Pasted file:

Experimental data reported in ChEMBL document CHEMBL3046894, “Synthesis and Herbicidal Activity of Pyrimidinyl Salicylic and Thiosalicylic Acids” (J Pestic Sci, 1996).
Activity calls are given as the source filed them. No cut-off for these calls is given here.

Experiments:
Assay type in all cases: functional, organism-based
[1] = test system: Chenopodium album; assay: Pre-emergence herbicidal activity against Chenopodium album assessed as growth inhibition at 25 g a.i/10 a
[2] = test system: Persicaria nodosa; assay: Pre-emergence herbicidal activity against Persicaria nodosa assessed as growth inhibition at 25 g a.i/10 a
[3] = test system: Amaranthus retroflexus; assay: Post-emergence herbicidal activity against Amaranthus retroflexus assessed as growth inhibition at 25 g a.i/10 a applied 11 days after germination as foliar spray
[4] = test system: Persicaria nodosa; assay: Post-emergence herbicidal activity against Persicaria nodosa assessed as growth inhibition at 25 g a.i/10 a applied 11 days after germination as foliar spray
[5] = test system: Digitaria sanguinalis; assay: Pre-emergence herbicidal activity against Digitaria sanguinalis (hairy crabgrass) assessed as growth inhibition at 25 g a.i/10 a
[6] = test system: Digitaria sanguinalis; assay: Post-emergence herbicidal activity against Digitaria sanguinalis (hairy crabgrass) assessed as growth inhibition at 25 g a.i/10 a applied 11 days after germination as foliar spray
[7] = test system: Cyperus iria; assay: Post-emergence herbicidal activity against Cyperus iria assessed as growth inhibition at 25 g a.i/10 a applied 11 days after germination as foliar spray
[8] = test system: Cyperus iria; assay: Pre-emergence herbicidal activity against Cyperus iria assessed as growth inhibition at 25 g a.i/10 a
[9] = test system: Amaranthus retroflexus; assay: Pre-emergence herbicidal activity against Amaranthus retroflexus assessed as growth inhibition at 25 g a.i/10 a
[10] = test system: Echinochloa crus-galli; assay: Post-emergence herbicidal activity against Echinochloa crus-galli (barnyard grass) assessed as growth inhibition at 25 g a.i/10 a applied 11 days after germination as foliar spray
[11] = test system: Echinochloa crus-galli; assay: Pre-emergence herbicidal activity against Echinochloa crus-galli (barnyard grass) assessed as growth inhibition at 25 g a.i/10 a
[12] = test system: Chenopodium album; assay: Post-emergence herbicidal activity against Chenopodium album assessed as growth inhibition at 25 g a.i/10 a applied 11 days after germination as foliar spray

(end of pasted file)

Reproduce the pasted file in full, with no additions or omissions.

Experimental data reported in ChEMBL document CHEMBL3046894, “Synthesis and Herbicidal Activity of Pyrimidinyl Salicylic and Thiosalicylic Acids” (J Pestic Sci, 1996).
Activity calls are given as the source filed them. No cut-off for these calls is given here.

Experiments:
Assay type in all cases: functional, organism-based
[1] = test system: Chenopodium album; assay: Pre-emergence herbicidal activity against Chenopodium album assessed as growth inhibition at 25 g a.i/10 a
[2] = test system: Persicaria nodosa; assay: Pre-emergence herbicidal activity against Persicaria nodosa assessed as growth inhibition at 25 g a.i/10 a
[3] = test system: Amaranthus retroflexus; assay: Post-emergence herbicidal activity against Amaranthus retroflexus assessed as growth inhibition at 25 g a.i/10 a applied 11 days after germination as foliar spray
[4] = test system: Persicaria nodosa; assay: Post-emergence herbicidal activity against Persicaria nodosa assessed as growth inhibition at 25 g a.i/10 a applied 11 days after germination as foliar spray
[5] = test system: Digitaria sanguinalis; assay: Pre-emergence herbicidal activity against Digitaria sanguinalis (hairy crabgrass) assessed as growth inhibition at 25 g a.i/10 a
[6] = test system: Digitaria sanguinalis; assay: Post-emergence herbicidal activity against Digitaria sanguinalis (hairy crabgrass) assessed as growth inhibition at 25 g a.i/10 a applied 11 days after germination as foliar spray
[7] = test system: Cyperus iria; assay: Post-emergence herbicidal activity against Cyperus iria assessed as growth inhibition at 25 g a.i/10 a applied 11 days after germination as foliar spray
[8] = test system: Cyperus iria; assay: Pre-emergence herbicidal activity against Cyperus iria assessed as growth inhibition at 25 g a.i/10 a
[9] = test system: Amaranthus retroflexus; assay: Pre-emergence herbicidal activity against Amaranthus retroflexus assessed as growth inhibition at 25 g a.i/10 a
[10] = test system: Echinochloa crus-galli; assay: Post-emergence herbicidal activity against Echinochloa crus-galli (barnyard grass) assessed as growth inhibition at 25 g a.i/10 a applied 11 days after germination as foliar spray
[11] = test system: Echinochloa crus-galli; assay: Pre-emergence herbicidal activity against Echinochloa crus-galli (barnyard grass) assessed as growth inhibition at 25 g a.i/10 a
[12] = test system: Chenopodium album; assay: Post-emergence herbicidal activity against Chenopodium album assessed as growth inhibition at 25 g a.i/10 a applied 11 days after germination as foliar spray